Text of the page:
Weekly Wire
Austin Chronicle The General's Daughter

By Russell Smith

JUNE 28, 1999: 

D: Simon West; with John Travolta, Madeleine Stowe, Richard Cromwell, James Woods, Leslie Stefanson, Clarence Williams III. (R, 120 min.)

About this time every year, Hollywood invites us to watch as the military's dress-white cloak of honor and rectitude is ripped asunder, exposing -- gasp! -- unspeakable secrets lurking beneath that immaculate surface. (Jeez, after A Few Good Men, Courage Under Fire, A Soldier's Story, and countless other films of this type, shouldn't they just put Velcro on the damn cloak to ease the sundering process? I mean, it's not like there's any suspense left to milk ... ) If you're a completist about these things, you'll be happy to hear that, while The General's Daughter isn't quite up to the standard of the movies I just named, it at least does a workmanlike job of extending the tradition. Every convention is honored, starting with the protagonist, a working-stiff military cop named Warrant Officer Paul Brenner (the increasingly oviform Travolta), whose murder investigation sends him down a darkening path of deceit and duplicity leading, as ever, all the way to the top. Since our decedent is both an officer and the daughter of a beloved general (Cromwell) with political hopes, Brenner is pressured to wrap things up quickly in order to keep the FBI and the jackals of the civilian news media at bay. And because the victim, Capt. Elizabeth Campbell (Stefanson), was gorgeous and gifted, she's subject to the ironclad movie law (I call it the Prima Donna/Whore Principle) requiring all brilliant, attractive women with a touch of swagger about them to have freaky-deaky sexual tastes. None of the ensuing plot turns are any more surprising than this setup. There's never a slack or static moment, though, and the cast is superb. Travolta and Stowe (as his partner/ex-girlfriend) mesh smoothly and likably, though Stowe really has just one featured scene. Woods, again the scene-stealer, is savory as a wily Army psychologist who engages Brenner in enjoyably barbed adversarial banter. West also shows more creativity than most of his predecessors within the strictly codified boundaries of this genre, particularly impressing with his flair for intensifying his narrative with repeating images of almost fetishistic power. This last point brings me to what I consider a much more serious flaw in this film than its unoriginality: its bizarre disjunction between the story unfolding through the characters' words and actions and the one West tells with his camera. Overtly, The General's Daughter argues that men's screwed-up, hypocritical attitudes about sex are to blame for restricting women's horizons and poisoning their sexual psyches. On the other hand, almost every withering attack on said hypocrisy is undercut by a gratuitous, lingering image of Elizabeth's luscious naked bod spread-eagled helplessly on the ground or writhing beneath a faceless, implacable rapist. Bondage porn for self-loathing pervs, you might say. Like the "classy" men's stroke magazines of the Sixties, The General's Daughter inspires all kinds of cognizant dissonance with its blend of high-mindedness and cheesy titillation. Very odd, and very icky. Highly recommended for graduate psychology students in aberrant sexuality, but others can probably skip sans regret.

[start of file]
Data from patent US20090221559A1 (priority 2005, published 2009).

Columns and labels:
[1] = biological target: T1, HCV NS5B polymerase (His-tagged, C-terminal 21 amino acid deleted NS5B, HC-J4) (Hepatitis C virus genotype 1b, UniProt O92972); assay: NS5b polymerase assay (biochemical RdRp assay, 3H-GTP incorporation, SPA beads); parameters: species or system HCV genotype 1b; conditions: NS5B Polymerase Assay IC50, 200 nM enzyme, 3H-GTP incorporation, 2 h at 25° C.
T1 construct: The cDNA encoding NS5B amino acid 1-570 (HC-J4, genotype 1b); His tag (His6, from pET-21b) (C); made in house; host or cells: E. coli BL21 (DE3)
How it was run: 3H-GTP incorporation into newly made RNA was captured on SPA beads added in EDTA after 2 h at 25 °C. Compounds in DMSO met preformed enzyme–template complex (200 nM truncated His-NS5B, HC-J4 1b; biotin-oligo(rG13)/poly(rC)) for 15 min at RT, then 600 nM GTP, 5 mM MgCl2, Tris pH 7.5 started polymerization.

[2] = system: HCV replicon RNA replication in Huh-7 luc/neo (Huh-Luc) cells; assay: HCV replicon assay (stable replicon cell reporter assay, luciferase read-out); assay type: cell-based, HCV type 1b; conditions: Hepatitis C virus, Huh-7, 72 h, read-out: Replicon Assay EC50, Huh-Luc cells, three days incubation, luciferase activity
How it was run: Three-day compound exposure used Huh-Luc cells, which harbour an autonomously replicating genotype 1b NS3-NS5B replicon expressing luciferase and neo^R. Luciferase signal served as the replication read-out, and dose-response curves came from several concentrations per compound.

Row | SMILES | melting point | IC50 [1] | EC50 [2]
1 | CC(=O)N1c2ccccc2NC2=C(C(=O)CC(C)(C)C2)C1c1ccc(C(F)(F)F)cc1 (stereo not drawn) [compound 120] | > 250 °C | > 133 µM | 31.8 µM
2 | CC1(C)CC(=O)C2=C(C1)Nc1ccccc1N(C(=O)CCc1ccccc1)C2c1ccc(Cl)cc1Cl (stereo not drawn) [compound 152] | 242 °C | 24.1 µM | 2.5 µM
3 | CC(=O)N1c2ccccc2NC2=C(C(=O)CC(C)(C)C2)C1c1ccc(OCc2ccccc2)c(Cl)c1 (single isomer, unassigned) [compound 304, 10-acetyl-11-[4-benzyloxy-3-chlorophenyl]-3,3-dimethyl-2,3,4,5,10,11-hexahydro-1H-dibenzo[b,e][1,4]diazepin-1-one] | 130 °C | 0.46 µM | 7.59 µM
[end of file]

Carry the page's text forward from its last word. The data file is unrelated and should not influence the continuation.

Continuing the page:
2.0 stars


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